(p. A1) BOSTON — Like thousands of children in the U.S., Maggie Leaver has short bowel syndrome. These children can’t absorb enough nutrients from food, and some need intravenous feedings to survive.
A baby’s digestive system can adapt over time, but that may take months or years. Many of these babies can’t wait. For reasons not fully understood, children put on intravenous nutrition may suffer liver damage. Some require liver and small bowel transplants, risky procedures that don’t always work. Others die waiting for a transplant.
In July, in a paper in the scientific journal Pediatrics, researchers at Children’s Hospital Boston reported on a small study that suggested a promising treatment. They found that by switching from the standard intravenous formula to a different kind — called Omegaven — babies weren’t progressing to liver failure. Omegaven, used in Europe for adults, isn’t approved in the U.S. and is considered experimental treatment.
"The kids aren’t dying anymore," says Mark Puder, a pediatric surgeon who was lead investigator on the study. "We think we have a good treatment."
But Dr. Puder’s effort to get Omegaven widely used in babies has put him in an unusual conflict with the German company that developed the drug. Fresenius Kabi AG, which makes Omegaven, says it isn’t interested in bringing the drug to the U.S. market. The company says it doesn’t agree that Omegaven is the best drug for these babies and has a new product that it believes is better.
In 28 of 29 babies treated with Omegaven so far at Children’s Hospital, Dr. Puder says they were able to stop further liver damage — and damage that children already incurred seemed to improve. Some babies who were switched to Omegaven rebounded enough that they were taken off the waiting list for an organ transplant. At one point, Maggie Leaver’s condition deteriorated so much that her surgeon thought she was going to die. Now the 18-month-old is thriving at home in Hingham, Mass.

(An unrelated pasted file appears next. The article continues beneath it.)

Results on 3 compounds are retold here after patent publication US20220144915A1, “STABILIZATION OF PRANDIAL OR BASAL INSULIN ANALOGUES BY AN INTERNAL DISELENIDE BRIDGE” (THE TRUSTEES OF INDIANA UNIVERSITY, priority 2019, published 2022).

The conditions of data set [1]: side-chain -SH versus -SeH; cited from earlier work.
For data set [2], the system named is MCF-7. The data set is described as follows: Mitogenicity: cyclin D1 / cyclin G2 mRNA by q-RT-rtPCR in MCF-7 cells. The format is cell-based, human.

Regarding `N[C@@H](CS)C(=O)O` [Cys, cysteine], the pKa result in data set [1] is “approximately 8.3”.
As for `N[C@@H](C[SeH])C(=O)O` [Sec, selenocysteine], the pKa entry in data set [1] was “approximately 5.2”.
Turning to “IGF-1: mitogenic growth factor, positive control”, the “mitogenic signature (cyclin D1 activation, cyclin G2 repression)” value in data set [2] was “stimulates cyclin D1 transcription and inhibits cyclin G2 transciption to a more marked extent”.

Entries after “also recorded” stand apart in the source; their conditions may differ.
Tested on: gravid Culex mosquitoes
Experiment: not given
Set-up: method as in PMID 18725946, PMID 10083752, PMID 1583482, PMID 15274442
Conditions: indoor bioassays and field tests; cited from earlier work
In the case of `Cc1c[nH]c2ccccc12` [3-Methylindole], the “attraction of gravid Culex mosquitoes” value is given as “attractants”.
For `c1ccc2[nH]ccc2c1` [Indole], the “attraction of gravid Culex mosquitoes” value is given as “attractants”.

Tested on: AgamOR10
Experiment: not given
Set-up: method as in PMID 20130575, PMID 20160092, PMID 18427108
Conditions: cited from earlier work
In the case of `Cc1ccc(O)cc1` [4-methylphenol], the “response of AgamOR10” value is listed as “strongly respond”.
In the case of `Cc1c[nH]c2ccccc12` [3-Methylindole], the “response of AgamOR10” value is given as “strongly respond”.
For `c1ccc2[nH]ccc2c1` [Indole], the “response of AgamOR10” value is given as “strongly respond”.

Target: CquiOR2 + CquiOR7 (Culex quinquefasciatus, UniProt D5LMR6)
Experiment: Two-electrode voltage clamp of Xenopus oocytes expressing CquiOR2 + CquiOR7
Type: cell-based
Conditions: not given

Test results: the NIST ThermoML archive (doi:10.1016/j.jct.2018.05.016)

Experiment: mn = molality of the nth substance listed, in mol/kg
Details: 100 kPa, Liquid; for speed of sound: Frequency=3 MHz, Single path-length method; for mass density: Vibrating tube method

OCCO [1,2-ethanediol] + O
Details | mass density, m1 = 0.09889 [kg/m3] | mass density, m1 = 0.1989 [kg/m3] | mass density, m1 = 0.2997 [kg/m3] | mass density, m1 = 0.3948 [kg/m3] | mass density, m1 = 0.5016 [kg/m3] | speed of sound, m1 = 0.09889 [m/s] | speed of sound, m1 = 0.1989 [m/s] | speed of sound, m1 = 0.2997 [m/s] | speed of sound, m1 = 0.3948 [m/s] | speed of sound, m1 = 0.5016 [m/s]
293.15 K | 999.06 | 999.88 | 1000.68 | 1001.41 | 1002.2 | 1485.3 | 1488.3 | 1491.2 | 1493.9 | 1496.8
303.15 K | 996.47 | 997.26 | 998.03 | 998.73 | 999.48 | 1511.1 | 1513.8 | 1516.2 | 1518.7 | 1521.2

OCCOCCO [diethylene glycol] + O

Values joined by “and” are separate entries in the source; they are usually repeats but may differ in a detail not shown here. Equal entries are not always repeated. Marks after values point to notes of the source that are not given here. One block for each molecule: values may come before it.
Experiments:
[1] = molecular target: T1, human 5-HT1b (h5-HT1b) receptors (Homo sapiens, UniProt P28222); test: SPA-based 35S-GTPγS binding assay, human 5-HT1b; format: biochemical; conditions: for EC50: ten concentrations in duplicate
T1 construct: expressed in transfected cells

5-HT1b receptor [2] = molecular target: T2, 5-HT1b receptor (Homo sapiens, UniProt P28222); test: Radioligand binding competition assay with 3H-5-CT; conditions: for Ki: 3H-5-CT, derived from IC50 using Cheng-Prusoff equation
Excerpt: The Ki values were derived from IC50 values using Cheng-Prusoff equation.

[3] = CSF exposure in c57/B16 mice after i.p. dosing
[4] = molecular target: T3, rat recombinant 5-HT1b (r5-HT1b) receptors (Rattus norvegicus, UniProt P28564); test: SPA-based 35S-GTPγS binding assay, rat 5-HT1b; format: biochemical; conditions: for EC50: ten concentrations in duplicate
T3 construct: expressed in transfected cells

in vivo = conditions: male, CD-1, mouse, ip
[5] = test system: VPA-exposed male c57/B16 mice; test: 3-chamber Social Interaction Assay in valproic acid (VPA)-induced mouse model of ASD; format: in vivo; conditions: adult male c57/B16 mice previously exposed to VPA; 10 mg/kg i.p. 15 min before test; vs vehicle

. . .
Mr. Ducker says the company’s new product, called SMOFlipid, "presents a better option for pediatric feeding." The company believes the new product does contain all the essential fatty acids babies need and can be used on its own.
Fresenius Kabi says it doesn’t want to invest the resources required to test both products for approval by the U.S. Food and Drug Administration. It hopes to eventually sell the new product in the U.S., Mr. Ducker says, although no timetable has been set and no trials are under way.
. . .
Because Omegaven is considered experimental in the U.S., if hospitals want to try it, they have to ask permission from the FDA for each individual patient. The FDA has regulations that enable doctors to use experimental drugs in certain (p. A15) emergency situations.
If hospitals obtain the required permissions, they must then find a way to buy the drug on their own, since insurers typically won’t cover Omegaven because it’s experimental. The cost can run from $50 to $100 a day per patient. At Children’s Hospital Boston, the surgical department has already spent close to $100,000 to buy Omegaven for babies.
. . .
Dr. Mooney says he wrestled almost from the beginning about whether to put Maggie on Omegaven. He knew about Dr. Puder’s results, which he calls "amazingly great," but the number of children treated was still small. He worried about adverse effects. "It is so easy to get caught in the hype of new things," Dr. Mooney says. Maggie was already fragile. What if he put her on Omegaven, he says, "and there was a horrible side effect that could tip her over the edge?"
But when standard therapies failed, he felt "there was nothing else to do." Given that the treatment is experimental, Dr. Mooney says he believes it was right to wait. But he also feels Omegaven has made a difference. "Five years ago, every single one of the kids taking Omegaven would be dead by now, Maggie included," he says.